Gloria L. Taylor
Community Women Against Hardship
St. Louis, Missouri
Gloria Taylor's commitment to community began with family, taking root in the Atlanta home of the grandmother who raised her. Her great-grandfather presided over dinners where family members of all generations discussed what was in their minds and hearts. The Reverend Martin Luther King Jr. was sometimes a visitor to the home as well. It was at these gatherings that young Gloria formed her values-a strong work ethic, a focus on the positive, and most importantly, a desire to help people in need.
"I grew up listening to the talk," she recalls of those formative years. "There was nothing negative, no bad language. The conversation was always positive, always about figuring out what we could do. And there is a stick-to-it-iveness about all this stuff from the past. It was an interesting beginning."
What has emerged from that beginning is more interesting still. Believing that local communities can thrive on those same values today, Gloria started Community Women Against Hardship (CWAH) in 1988 in St. Louis to assist single women in need and their families; 33 percent of the city's African Americans then lived below the poverty level. "When I saw the stats on how many children go to bed hungry, that was my dramatic moment," she recalls. "I knew there had to be something we could do."
The volunteer-based program starts at home. "Food was always important, and so was the kitchen," she says. "Someone comes in hungry, you hand him a sandwich. You don't ask questions. It's about finding ways to share." Since its beginning, CWAH has offered food and clothing to more than 5,000 women and children; it has sponsored health-care programs, computer training, academic tutoring, and jazz programs; and it has purchased (for $1) and renovated (with some 30,000 hours of volunteer help) a former elementary school for a family support center.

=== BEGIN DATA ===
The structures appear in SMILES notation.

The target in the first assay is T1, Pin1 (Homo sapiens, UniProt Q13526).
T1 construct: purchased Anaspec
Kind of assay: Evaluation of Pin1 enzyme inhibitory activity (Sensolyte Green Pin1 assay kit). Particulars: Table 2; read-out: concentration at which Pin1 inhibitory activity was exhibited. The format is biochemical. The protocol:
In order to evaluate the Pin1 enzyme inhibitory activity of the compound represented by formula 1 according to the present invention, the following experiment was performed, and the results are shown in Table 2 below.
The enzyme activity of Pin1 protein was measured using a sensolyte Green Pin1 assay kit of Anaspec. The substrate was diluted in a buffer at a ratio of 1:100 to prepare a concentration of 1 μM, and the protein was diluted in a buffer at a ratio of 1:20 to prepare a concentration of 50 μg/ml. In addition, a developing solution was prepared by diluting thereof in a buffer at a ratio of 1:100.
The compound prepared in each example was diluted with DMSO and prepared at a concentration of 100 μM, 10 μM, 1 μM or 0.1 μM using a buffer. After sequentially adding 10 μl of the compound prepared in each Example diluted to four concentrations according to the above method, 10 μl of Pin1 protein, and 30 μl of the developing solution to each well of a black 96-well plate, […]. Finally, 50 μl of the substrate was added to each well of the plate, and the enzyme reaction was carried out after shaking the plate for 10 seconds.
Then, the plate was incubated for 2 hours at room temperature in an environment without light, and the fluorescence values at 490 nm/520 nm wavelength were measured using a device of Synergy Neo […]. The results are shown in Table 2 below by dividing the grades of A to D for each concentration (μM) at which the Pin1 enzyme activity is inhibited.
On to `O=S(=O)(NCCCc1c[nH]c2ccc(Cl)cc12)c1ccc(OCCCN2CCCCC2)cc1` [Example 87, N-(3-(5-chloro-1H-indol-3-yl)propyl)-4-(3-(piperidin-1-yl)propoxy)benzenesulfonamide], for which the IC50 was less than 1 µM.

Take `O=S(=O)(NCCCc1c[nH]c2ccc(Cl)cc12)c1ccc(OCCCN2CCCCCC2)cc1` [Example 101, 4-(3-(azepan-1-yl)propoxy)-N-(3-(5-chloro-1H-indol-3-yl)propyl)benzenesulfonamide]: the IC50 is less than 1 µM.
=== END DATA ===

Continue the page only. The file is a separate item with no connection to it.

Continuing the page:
Gloria became a Catholic at age 16, and her faith fuels her work. "There are days I just think I need to pray a whole lot more," she says. She recalls one girl who became pregnant at 14 and was kicked out of school. "Her mother had her own set of problems, and they lived in the projects. Our caseworker got her back into school, stayed with her, took her to church, and she graduated from high school with honors. She went on to major in math at St. Louis University." Today, that same young woman is working on her masters degree and has volunteered at CWAH, using hip-hop music to teach math, reading, and grammar skills, perfectly reflecting Gloria's conviction that "God gives us these skills so we can give back."
Among Gloria's biggest challenges now is the permanence of CWAH. "What bothers me the most is that I can't be here forever." It's likely she'll face this challenge the way she does the others, one step at a time. "I don't go after the big things," she says. "I don't ask for iPods. I'd rather see families coming together, so I ask for games-Scrabble, Monopoly. That's what I go after. And books."
It's one of the few points Gloria could stand to be corrected on. It's clear, after all, that she is going after the big things.